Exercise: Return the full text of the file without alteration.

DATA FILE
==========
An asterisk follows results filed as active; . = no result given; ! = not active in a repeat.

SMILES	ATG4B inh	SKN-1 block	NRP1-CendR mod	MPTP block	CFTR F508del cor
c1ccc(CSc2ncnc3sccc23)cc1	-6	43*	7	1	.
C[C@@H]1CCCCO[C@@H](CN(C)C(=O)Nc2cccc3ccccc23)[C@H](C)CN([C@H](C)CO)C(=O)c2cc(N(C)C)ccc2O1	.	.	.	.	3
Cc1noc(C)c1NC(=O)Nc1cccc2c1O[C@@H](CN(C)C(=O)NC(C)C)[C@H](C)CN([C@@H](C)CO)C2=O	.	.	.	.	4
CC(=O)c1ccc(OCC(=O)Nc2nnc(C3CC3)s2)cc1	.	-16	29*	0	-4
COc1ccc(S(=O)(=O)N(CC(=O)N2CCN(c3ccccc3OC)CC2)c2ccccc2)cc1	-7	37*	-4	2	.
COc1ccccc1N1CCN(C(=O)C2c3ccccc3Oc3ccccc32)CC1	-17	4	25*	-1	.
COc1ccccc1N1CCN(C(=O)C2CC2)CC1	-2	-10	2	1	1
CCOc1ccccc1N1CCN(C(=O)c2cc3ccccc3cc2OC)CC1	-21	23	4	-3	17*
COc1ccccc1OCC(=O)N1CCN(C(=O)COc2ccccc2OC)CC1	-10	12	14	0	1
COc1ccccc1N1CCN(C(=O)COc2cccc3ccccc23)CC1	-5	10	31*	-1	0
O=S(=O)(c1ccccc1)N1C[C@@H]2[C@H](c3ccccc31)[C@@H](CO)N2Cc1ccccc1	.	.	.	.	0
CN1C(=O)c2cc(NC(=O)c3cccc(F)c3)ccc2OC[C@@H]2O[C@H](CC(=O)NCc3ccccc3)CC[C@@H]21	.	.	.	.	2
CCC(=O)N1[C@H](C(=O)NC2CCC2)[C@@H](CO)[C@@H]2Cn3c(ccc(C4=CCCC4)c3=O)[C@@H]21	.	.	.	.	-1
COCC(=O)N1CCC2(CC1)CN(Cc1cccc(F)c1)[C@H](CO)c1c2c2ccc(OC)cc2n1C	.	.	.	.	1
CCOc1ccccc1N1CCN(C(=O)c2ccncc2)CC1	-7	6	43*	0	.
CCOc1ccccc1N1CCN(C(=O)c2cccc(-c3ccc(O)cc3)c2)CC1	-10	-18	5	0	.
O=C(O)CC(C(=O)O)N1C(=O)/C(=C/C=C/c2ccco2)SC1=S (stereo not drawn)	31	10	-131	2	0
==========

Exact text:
An asterisk follows results filed as active; . = no result given; ! = not active in a repeat.

SMILES	ATG4B inh	SKN-1 block	NRP1-CendR mod	MPTP block	CFTR F508del cor
c1ccc(CSc2ncnc3sccc23)cc1	-6	43*	7	1	.
C[C@@H]1CCCCO[C@@H](CN(C)C(=O)Nc2cccc3ccccc23)[C@H](C)CN([C@H](C)CO)C(=O)c2cc(N(C)C)ccc2O1	.	.	.	.	3
Cc1noc(C)c1NC(=O)Nc1cccc2c1O[C@@H](CN(C)C(=O)NC(C)C)[C@H](C)CN([C@@H](C)CO)C2=O	.	.	.	.	4
CC(=O)c1ccc(OCC(=O)Nc2nnc(C3CC3)s2)cc1	.	-16	29*	0	-4
COc1ccc(S(=O)(=O)N(CC(=O)N2CCN(c3ccccc3OC)CC2)c2ccccc2)cc1	-7	37*	-4	2	.
COc1ccccc1N1CCN(C(=O)C2c3ccccc3Oc3ccccc32)CC1	-17	4	25*	-1	.
COc1ccccc1N1CCN(C(=O)C2CC2)CC1	-2	-10	2	1	1
CCOc1ccccc1N1CCN(C(=O)c2cc3ccccc3cc2OC)CC1	-21	23	4	-3	17*
COc1ccccc1OCC(=O)N1CCN(C(=O)COc2ccccc2OC)CC1	-10	12	14	0	1
COc1ccccc1N1CCN(C(=O)COc2cccc3ccccc23)CC1	-5	10	31*	-1	0
O=S(=O)(c1ccccc1)N1C[C@@H]2[C@H](c3ccccc31)[C@@H](CO)N2Cc1ccccc1	.	.	.	.	0
CN1C(=O)c2cc(NC(=O)c3cccc(F)c3)ccc2OC[C@@H]2O[C@H](CC(=O)NCc3ccccc3)CC[C@@H]21	.	.	.	.	2
CCC(=O)N1[C@H](C(=O)NC2CCC2)[C@@H](CO)[C@@H]2Cn3c(ccc(C4=CCCC4)c3=O)[C@@H]21	.	.	.	.	-1
COCC(=O)N1CCC2(CC1)CN(Cc1cccc(F)c1)[C@H](CO)c1c2c2ccc(OC)cc2n1C	.	.	.	.	1
CCOc1ccccc1N1CCN(C(=O)c2ccncc2)CC1	-7	6	43*	0	.
CCOc1ccccc1N1CCN(C(=O)c2cccc(-c3ccc(O)cc3)c2)CC1	-10	-18	5	0	.
O=C(O)CC(C(=O)O)N1C(=O)/C(=C/C=C/c2ccco2)SC1=S (stereo not drawn)	31	10	-131	2	0